Forum for Science, Industry and Business

Sponsored by:     3M 
Search our Site:

 

Scientists from the National Centre for Atmospheric Science Share in the Nobel Peace Prize

16.10.2007
On Friday 12th October, it was announced that the Nobel Peace Prize for 2007 is to be shared, in two equal parts, between the Intergovernmental Panel on Climate Change (IPCC) and Albert Arnold (Al) Gore Jr. "for their efforts to build up and disseminate greater knowledge about man-made climate change, and to lay the foundations for the measures that are needed to counteract such change" (The Norwegian Nobel Committee, Oslo, 12th October 2007)

Along with hundreds of other scientists from around the world, scientists from the National Centre for Atmospheric Science (NCAS) have been able to bask in a little piece of the Nobel glory. As experts in the science of climate change, they have contributed to various IPCC reports over the years, as authors and also as providers of knowledge to the scientific basis.

In particular, earlier this year we drew attention to NCAS' contribution to the outstanding and critical IPCC report entitled, "Climate Change 2007: The Physical Science Basis. Summary for Policymakers" . This formative report highlighted the powerful evidence for human contributions to past and future global warming, and was aimed explicitly at decision- and policy-makers. Importantly it created statements like "warming is unequivocal", which resonated around the world.

NCAS climate scientist, Professor Jonathan Gregory - whose expertise covers the latest understanding in global climate predictions, including past and future sea level change - played a significant role as a drafting author on this report. He was also lead author on two of the eleven chapters in the full scientific report - Oceanic Climate Change and Sea Level and Global Climate Projections - on which the summary was based.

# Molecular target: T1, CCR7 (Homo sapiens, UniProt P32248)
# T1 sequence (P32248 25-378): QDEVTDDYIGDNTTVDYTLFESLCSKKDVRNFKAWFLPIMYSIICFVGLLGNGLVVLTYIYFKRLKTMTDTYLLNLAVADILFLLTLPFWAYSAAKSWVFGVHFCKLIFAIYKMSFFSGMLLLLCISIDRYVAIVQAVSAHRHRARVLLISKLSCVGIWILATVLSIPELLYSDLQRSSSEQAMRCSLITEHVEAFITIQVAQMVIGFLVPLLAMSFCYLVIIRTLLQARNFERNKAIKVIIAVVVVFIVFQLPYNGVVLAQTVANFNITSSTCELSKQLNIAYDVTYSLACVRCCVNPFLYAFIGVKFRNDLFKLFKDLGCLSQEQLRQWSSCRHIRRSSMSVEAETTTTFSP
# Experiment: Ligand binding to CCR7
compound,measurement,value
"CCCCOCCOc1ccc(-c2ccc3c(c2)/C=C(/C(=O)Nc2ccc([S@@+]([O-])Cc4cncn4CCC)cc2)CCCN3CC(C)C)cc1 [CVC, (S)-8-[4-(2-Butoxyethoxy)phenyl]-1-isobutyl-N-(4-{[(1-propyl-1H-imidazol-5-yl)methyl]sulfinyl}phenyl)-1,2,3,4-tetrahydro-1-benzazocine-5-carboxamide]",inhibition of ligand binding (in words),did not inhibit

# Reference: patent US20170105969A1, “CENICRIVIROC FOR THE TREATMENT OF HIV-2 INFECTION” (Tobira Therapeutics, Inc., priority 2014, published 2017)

On hearing the news, Professor Gregory said, "I'm thrilled. Working as part of the IPCC has been a great privilege for me -I feel honoured to have been able to serve the public good in this way".

He added, "The IPCC assessments have involved a massive effort, literally from thousands of scientists. It has certainly been a tremendous opportunity for us all to exchange scientific knowledge and ideas across the international science arena."

Dr Piers Forster, a scientist affiliated to NCAS from the University of Leeds and expert in how changes in greenhouse gases, aerosols, aircraft emissions and contrails effect the climate, was also a lead author of the chapter entitled Changes in Atmospheric Constituents and in Radiative Forcing . In addition, The British Atmospheric Data Centre, which is also part of NCAS, shares the operation of the IPCC Data Distribution Centre

To quote the IPCC response to the prize "The awarding of the Nobel peace prize to the Intergovernmental Panel on Climate Change (jointly with former US Vice-President Al Gore) is a remarkable testament to the dedication and commitment of the thousands of experts and participants who have produced the Panel's rigorous and comprehensive assessments of climate change research".

In a month's time the IPCC will meet in Spain to release the final volume of its Climate Change 2007 assessment report. This will provide a synthesis of the scientific information contained in the three volumes published earlier this year.

For further information please contact: Dr Louisa Watts: NCAScomms@nerc.ac.uk; mobile 07786214886; desk: 01793 411609

Dr Louisa Watts | NCAS news
Further information:
http://www.ncas.ac.uk

More articles from Earth Sciences:

nachricht Ice cave in Transylvania yields window into region's past
28.04.2017 | National Science Foundation

nachricht Citizen science campaign to aid disaster response
28.04.2017 | International Institute for Applied Systems Analysis (IIASA)